In this blog, I am joined by my colleague Christelle Toureille, VP Telecom SIM cards here at Thales, to discuss the latest innovation in removable SIM cards.
Sébastien Violette (SV): Before delving into the specifics of our new Eco SIM it is important to understand why we felt there was a need to make SIM cards more eco-friendly. As a global enterprise, we are acutely aware of our role in providing our markets with products that are more sustainable and waste less of the earth’s precious resources – particularly when it comes to plastic. With at least eight million tons of plastic ending up in our oceans every year, we are more aware than ever before just how much of a role humans are playing in damaging fragile ecosystems with man-made products that take hundreds of years to biodegrade.
Christelle Toureille (CT): That’s exactly right, for example, although SIM cards weigh only around 4 grams each, with approximately 4.5 billion SIM cards manufactured each year (ABI Research – Sept. 2020), we estimate they contribute to about 20,000 tons of PVC and other polymers, being created annually. Shockingly, this is the equivalent of two Eiffel Towers worth of plastic amassing each year just from SIM cards creation alone.
With this in mind, we asked ourselves how we could reduce the carbon footprint of our own SIM card production. To make this vision a reality, we decided to approach Veolia (a leader in waste treatment), and together, we tried to find a more environmentally friendly process for making SIM cards that would still be as reliable and secure as the current market offering.
Using recycled material
(SV): When looking to develop a product using recycled materials there are two key routes a business can take: pre-consumer and post-consumer. Pre-consumer recycled material refers to the recycling of industrial waste that never made it into consumers hands, such as scraps, discards, and trimmings. The problem with using pre-consumer materials is that sometimes it’s not truly regarded as recycled material as instead it involves finding a purpose for manufacturing scrap.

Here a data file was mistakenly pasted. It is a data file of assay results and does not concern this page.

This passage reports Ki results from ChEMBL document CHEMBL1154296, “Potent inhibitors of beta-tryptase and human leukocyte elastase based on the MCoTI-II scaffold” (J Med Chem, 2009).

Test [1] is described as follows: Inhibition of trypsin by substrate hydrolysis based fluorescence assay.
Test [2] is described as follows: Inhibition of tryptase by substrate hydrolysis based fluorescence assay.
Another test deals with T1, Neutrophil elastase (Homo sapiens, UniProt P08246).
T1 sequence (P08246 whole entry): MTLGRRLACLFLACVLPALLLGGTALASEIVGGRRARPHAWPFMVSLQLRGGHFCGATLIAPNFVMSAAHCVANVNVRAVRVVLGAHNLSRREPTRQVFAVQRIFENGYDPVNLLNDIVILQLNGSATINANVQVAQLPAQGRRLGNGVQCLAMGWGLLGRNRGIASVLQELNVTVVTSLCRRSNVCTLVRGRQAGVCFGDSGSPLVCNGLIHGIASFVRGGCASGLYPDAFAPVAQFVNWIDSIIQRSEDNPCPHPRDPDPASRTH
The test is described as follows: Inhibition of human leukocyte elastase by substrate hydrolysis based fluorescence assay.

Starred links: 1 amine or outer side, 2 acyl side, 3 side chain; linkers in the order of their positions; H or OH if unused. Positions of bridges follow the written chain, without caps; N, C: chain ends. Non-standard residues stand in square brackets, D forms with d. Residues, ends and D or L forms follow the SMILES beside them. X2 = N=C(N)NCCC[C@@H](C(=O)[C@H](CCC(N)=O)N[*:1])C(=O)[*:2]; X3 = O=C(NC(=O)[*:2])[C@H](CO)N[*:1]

Post-consumer recycled material on the other hand refers to the waste that’s been used and disposed of by a consumer. This form of recycling is considered to have more sustainable benefit as if the materials were not recycled, they would instead end up in landfill.
(CT): For our new Eco SIM we decided to choose post-consumer materials – turning polystyrene waste from broken refrigerators into pellets, which are then used to manufacture the SIM card body. It took us three years of co-development to fine-tune the right ‘formula’ but now, with this process in place, there is no need to produce ‘new’ PVC/polymer.
In addition, to the SIM card body itself now being made from 100% recycled materials, we’re also committed to offsetting the carbon footprint of other non-recyclable components of the eco SIM (such as the electronic components) to achieve a carbon neutral footprint. Therefore, when purchasing the Eco SIM, mobile operators and consumers also contribute towards renewable energy and reforestation projects, certified by Natural Capital Partners. To top it off we’ve also included eco-friendly SIM packaging.